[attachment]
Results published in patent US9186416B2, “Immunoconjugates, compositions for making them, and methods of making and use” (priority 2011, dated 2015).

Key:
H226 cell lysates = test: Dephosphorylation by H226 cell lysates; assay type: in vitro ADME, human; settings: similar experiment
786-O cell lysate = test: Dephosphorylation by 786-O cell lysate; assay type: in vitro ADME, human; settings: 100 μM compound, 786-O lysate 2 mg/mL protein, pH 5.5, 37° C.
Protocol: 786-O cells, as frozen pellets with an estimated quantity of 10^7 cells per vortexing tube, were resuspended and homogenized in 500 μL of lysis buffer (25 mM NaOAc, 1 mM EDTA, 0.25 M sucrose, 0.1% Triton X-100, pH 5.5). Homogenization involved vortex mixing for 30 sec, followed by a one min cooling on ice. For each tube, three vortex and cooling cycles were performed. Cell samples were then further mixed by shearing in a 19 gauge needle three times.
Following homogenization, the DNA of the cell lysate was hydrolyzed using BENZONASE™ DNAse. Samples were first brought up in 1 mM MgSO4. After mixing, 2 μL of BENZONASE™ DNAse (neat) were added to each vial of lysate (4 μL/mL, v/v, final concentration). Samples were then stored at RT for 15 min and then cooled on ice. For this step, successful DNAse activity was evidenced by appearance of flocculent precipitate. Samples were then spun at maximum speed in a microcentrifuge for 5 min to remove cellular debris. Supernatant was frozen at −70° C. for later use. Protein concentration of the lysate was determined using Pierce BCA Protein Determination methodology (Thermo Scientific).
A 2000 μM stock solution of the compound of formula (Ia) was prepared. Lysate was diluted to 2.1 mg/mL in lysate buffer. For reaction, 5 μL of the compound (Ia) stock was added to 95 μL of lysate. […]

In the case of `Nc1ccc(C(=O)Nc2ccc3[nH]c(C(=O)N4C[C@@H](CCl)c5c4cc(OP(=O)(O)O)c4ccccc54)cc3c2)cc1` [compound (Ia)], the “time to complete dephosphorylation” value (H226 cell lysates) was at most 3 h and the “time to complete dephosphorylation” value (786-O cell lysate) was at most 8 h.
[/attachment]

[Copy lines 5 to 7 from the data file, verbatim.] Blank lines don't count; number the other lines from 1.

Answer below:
Protocol: 786-O cells, as frozen pellets with an estimated quantity of 10^7 cells per vortexing tube, were resuspended and homogenized in 500 μL of lysis buffer (25 mM NaOAc, 1 mM EDTA, 0.25 M sucrose, 0.1% Triton X-100, pH 5.5). Homogenization involved vortex mixing for 30 sec, followed by a one min cooling on ice. For each tube, three vortex and cooling cycles were performed. Cell samples were then further mixed by shearing in a 19 gauge needle three times.
Following homogenization, the DNA of the cell lysate was hydrolyzed using BENZONASE™ DNAse. Samples were first brought up in 1 mM MgSO4. After mixing, 2 μL of BENZONASE™ DNAse (neat) were added to each vial of lysate (4 μL/mL, v/v, final concentration). Samples were then stored at RT for 15 min and then cooled on ice. For this step, successful DNAse activity was evidenced by appearance of flocculent precipitate. Samples were then spun at maximum speed in a microcentrifuge for 5 min to remove cellular debris. Supernatant was frozen at −70° C. for later use. Protein concentration of the lysate was determined using Pierce BCA Protein Determination methodology (Thermo Scientific).
A 2000 μM stock solution of the compound of formula (Ia) was prepared. Lysate was diluted to 2.1 mg/mL in lysate buffer. For reaction, 5 μL of the compound (Ia) stock was added to 95 μL of lysate. […]